Notecard Tower Challenge
One of my favorite iSchool activities accomplishes so much – from building confidence to using math in real-world way: our Notecard Tower Challenge. I act as the Town Mayor and say that I want to invest in the tallest structure I can get, but with the best value for the money. Every student is challenged to build a prototype tower, and then we do a Benefit-Cost Analysis to determine which one I should invest in. Each student has a budget ($6 to $10). I “charge” them for the raw materials – $1 for 10 notecards, $1 per foot of tape, and $1 for 2 paper clips (which are made from a nonrenewable resource, of course). Sometimes I give them 10 free cards for free to get started. They are allowed to use scissors and do whatever they like to the cards.
The towers must hold up a certain amount of weight, usually foam blocks. The blocks don’t have to be on the roof, but they cannot be on the ground floor, and I bring in many different sizes of blocks and simply insist that the total weight must equal that of a 2-3 full blocks. (This is a simple geometry/math add-on, as 1 large block is the equivalent of 4 small cubes, 2 small rectangles, 2 triangles, or 1 block with a hole plus 1 small cylinder). This is another area where kids can think-out-of-the-box (sometimes with prompting), because they naturally gravitate towards trying to get the two largest blocks on the top of the tower. When they realize they can mix and match shapes and put them almost anywhere in their structure, their world opens up a bit more; you can see the glimmer of excitement when they realize they can be even more creative.
I set up a chart with their names to help them track their purchases and then set them free to build. Part of the exercise is working with kids to track the amount they’ve spent and figure out what they have left – and what their options are for spending that money. However, I also stress that as the Mayor, I want it to be as tall and cheap as possible! In one class this turned into an impromptu civics lesson on why there are such things as taxes and limits.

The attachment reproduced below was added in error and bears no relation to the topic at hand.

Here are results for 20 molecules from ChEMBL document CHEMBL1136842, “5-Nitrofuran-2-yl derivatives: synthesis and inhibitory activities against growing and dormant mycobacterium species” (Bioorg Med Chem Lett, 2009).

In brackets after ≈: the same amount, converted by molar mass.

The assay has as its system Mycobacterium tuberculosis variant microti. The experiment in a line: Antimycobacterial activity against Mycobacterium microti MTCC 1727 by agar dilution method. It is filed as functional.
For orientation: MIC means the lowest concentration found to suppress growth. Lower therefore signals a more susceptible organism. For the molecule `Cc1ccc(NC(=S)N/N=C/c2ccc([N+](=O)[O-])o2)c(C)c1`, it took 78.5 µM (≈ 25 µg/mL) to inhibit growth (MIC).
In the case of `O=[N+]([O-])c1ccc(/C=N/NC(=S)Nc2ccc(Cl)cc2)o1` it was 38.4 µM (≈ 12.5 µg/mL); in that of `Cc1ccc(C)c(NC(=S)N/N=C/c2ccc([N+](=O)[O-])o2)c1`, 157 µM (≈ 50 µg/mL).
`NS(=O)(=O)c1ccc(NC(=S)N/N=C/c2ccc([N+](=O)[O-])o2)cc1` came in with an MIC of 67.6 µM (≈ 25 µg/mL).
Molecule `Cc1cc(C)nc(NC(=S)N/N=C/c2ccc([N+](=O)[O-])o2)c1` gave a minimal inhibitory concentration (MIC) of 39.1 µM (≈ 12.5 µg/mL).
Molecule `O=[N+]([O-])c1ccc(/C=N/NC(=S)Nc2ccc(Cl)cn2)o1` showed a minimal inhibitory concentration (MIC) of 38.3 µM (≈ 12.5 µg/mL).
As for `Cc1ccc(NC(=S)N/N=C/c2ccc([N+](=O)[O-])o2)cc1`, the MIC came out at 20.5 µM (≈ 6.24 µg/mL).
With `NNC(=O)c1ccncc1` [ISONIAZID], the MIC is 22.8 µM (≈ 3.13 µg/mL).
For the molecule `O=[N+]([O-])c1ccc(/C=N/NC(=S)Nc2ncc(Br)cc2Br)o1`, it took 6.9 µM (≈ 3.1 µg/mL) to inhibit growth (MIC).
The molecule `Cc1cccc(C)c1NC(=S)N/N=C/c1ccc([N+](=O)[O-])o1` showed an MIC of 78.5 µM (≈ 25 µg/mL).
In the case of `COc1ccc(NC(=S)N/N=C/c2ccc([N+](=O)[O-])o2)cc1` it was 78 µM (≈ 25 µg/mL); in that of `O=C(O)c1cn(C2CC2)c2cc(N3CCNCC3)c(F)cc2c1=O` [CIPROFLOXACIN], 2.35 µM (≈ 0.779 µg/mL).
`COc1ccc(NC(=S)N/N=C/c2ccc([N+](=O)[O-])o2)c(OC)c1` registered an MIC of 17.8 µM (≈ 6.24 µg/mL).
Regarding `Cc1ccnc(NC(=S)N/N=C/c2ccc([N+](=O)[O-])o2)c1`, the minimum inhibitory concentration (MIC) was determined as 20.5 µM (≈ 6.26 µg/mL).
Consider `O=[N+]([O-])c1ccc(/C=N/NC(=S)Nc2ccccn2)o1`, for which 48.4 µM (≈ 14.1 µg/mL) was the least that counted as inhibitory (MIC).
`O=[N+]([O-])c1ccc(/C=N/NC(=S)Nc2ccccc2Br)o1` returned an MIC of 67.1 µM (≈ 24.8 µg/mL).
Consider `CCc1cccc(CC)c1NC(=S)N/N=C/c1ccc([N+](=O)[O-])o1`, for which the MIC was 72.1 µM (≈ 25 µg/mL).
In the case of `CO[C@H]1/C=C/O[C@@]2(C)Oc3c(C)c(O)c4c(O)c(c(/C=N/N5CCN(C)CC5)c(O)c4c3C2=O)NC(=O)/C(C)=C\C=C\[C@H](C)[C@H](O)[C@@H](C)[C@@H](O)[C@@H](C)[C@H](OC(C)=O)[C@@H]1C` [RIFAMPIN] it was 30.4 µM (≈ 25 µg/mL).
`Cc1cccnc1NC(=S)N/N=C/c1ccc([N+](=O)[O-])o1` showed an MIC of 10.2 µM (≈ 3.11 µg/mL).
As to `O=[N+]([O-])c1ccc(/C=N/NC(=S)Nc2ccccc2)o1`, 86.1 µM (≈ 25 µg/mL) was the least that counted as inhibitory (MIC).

When the time is up – or when they have used up their budget or otherwise finished building their structure, we measure it (cm!) and then divide by the total cost. The structure with the largest Benefit/Cost ratio is the “winner.” For some children the competition is a great motivator, usually encouraging them to compete with themselves to improve their own ratio by moving around pieces to make it taller without increasing the cost (one student moved pieces around and went from 12 cm to 35 cm).
This activity does so much:
– Students think about engineering principles, such as what shapes to use to make a sturdy base and build tall
– They use addition, subtraction, fractions, and a chart for tracking
– It builds confidence, especially when they see their structure start to rise (some may need a bit of help getting to this point)
– It is open-ended and allows for creativity – there are no limits on the shape and design of their structure
– It encourages out-of-the-box thinking with the open-ended design and multiple possibilities
– It models a real-world situation (cost-benefit ratios, budgets, and firms competing with prototypes)
– Students can work in whatever form is comfortable for them (on the floor, at a table, alone, or in partnership with others, etc.)
– It’s fun!
Building Blind Communication Activity
This activity was also easy to combine with one of iSchool’s Social and Emotional Life Skills (SEL) lessons. Our Building Blind activity teaches communication skills, this time using words only, without showing each other what to do. I talk about the importance of writing methods in Science, and how scientific experiments can only stand the test of time if they can be repeated and if their written methods can be understood and repeated exactly. In the Building Blind activity, students work in pairs, taking turns talking each other through steps. To link to the Notecard Tower Challenge, I gave students a notecard, 3 matching paper clips, scissors, and matching markers. The first student talked the second student through the steps for changing the card (while doing it him/herself) and then they compared their results. We discussed their notecards and discussed what did or did not work before switching so that the second student could lead. Students learned quickly about the importance of speaking clearly and slowly, using specific, descriptive words, asking questions, and listening intently. As with most iSchool activities, it allows for individual creativity.
Interested in these types of experiences for your children? Register for our Winter Break Camp!